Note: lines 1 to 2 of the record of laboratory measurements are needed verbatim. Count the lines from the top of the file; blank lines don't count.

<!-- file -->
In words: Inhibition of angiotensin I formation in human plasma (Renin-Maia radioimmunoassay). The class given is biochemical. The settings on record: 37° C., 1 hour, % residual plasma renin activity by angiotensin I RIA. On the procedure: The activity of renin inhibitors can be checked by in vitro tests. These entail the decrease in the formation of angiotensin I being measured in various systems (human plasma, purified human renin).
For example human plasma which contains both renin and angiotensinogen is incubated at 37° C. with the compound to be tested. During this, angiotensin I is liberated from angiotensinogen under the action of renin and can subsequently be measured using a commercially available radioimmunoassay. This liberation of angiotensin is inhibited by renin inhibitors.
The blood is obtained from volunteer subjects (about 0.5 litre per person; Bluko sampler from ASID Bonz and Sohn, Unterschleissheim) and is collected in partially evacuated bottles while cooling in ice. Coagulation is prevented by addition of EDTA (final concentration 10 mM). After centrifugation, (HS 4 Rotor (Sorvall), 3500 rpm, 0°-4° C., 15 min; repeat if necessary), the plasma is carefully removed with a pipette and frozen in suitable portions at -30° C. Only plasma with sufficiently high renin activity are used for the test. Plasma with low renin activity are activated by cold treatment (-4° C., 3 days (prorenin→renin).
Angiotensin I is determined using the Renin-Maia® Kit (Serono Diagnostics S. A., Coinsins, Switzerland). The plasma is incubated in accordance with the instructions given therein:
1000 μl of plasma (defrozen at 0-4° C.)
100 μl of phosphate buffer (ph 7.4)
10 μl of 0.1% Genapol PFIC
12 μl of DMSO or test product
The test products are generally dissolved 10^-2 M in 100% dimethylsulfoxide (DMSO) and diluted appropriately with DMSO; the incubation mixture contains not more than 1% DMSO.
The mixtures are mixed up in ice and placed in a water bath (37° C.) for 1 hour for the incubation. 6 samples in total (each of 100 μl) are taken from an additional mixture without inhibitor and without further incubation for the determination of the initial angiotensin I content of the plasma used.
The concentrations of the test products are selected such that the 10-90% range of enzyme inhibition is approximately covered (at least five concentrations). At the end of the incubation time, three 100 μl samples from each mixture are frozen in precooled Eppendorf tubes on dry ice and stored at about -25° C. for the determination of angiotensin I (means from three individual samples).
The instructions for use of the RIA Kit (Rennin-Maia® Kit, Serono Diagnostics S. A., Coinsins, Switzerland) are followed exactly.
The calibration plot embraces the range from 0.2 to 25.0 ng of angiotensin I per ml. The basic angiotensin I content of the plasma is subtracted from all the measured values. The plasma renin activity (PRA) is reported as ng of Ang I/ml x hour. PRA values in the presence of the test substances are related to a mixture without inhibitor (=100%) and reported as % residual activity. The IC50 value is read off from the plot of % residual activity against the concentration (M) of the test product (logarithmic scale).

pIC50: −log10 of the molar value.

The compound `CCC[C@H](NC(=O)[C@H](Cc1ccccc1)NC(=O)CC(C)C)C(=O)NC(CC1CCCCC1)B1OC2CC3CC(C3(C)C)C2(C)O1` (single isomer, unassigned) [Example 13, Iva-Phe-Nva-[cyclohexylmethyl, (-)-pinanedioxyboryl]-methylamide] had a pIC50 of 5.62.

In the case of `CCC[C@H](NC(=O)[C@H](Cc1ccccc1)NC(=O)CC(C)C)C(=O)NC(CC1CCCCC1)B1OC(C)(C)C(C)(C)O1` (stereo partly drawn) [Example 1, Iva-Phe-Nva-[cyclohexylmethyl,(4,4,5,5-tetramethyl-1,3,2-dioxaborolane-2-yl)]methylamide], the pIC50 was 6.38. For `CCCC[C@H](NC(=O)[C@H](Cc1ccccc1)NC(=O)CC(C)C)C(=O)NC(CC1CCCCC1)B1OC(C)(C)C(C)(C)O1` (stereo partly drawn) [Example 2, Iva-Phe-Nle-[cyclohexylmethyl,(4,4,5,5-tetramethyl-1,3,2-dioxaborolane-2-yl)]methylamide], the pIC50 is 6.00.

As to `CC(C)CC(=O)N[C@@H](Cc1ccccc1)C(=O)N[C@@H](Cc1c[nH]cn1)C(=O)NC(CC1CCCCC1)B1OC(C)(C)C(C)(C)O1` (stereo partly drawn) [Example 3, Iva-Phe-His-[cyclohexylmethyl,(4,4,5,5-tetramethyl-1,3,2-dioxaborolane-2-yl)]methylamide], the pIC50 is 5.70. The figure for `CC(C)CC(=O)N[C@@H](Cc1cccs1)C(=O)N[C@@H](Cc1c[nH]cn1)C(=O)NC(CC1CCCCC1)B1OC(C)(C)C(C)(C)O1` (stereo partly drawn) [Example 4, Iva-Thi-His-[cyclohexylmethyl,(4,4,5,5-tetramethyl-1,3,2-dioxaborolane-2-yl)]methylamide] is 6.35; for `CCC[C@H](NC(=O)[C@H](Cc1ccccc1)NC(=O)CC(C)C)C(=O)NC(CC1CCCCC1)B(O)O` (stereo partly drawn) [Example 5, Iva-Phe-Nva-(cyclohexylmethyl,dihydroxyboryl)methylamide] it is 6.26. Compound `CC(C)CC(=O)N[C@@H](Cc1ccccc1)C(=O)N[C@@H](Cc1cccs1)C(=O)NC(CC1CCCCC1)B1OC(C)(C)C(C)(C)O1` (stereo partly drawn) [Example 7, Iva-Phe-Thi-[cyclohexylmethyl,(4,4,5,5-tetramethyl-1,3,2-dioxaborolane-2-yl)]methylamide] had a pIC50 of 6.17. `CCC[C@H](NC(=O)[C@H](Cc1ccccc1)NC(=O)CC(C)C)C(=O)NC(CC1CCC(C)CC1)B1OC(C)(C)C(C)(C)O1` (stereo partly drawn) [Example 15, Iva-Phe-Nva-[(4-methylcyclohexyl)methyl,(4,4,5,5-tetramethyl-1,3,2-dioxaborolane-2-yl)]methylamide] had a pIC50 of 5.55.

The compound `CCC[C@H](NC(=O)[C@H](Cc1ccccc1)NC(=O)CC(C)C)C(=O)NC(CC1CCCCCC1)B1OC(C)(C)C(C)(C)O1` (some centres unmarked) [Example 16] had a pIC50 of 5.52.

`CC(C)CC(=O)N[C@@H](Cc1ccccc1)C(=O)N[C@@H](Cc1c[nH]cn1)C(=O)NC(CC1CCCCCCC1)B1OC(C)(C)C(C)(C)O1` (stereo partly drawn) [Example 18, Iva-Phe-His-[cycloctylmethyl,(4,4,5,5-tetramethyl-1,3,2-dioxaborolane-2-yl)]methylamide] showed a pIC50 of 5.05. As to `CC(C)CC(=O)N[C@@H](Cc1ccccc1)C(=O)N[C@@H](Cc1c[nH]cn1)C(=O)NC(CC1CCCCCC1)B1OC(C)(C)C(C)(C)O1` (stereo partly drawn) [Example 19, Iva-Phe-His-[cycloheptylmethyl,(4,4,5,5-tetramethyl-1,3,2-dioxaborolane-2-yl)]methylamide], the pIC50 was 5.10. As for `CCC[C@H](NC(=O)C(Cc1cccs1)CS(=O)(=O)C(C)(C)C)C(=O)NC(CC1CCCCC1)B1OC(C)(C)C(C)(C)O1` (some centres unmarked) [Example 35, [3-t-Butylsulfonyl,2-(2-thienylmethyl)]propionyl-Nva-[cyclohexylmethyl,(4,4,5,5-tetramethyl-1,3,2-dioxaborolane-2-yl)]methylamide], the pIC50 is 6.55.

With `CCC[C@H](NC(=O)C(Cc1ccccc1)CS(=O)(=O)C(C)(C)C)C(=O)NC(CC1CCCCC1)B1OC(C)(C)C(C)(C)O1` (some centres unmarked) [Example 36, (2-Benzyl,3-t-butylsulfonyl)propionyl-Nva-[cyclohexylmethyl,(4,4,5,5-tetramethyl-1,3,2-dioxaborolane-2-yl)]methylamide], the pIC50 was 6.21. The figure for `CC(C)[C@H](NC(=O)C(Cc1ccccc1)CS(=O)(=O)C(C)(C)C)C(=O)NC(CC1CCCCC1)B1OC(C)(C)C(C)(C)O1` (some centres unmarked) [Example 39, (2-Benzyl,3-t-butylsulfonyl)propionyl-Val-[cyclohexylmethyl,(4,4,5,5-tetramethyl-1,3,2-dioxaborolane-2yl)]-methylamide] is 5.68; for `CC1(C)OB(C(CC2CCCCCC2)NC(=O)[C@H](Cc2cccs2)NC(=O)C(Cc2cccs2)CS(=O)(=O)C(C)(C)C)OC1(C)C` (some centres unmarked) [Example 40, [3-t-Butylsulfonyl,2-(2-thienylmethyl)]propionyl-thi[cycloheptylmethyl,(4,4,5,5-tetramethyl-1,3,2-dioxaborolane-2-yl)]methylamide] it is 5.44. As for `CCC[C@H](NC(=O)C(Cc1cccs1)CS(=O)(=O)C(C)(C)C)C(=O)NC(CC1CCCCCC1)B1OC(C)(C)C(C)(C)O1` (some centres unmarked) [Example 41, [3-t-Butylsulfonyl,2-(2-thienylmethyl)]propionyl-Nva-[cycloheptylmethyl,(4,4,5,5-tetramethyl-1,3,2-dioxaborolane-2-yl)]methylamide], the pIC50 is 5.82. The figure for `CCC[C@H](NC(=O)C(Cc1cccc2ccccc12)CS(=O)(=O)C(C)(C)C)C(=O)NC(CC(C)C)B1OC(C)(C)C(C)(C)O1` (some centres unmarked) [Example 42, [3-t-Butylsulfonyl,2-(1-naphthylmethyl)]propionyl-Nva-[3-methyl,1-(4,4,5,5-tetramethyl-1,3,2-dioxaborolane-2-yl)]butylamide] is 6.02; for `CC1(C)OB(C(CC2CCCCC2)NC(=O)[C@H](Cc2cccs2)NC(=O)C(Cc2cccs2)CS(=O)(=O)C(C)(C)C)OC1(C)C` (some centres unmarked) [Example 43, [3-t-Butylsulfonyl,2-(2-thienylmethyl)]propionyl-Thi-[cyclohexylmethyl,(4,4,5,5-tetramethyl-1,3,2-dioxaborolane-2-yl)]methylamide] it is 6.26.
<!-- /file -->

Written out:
In words: Inhibition of angiotensin I formation in human plasma (Renin-Maia radioimmunoassay). The class given is biochemical. The settings on record: 37° C., 1 hour, % residual plasma renin activity by angiotensin I RIA. On the procedure: The activity of renin inhibitors can be checked by in vitro tests. These entail the decrease in the formation of angiotensin I being measured in various systems (human plasma, purified human renin).
For example human plasma which contains both renin and angiotensinogen is incubated at 37° C. with the compound to be tested. During this, angiotensin I is liberated from angiotensinogen under the action of renin and can subsequently be measured using a commercially available radioimmunoassay. This liberation of angiotensin is inhibited by renin inhibitors.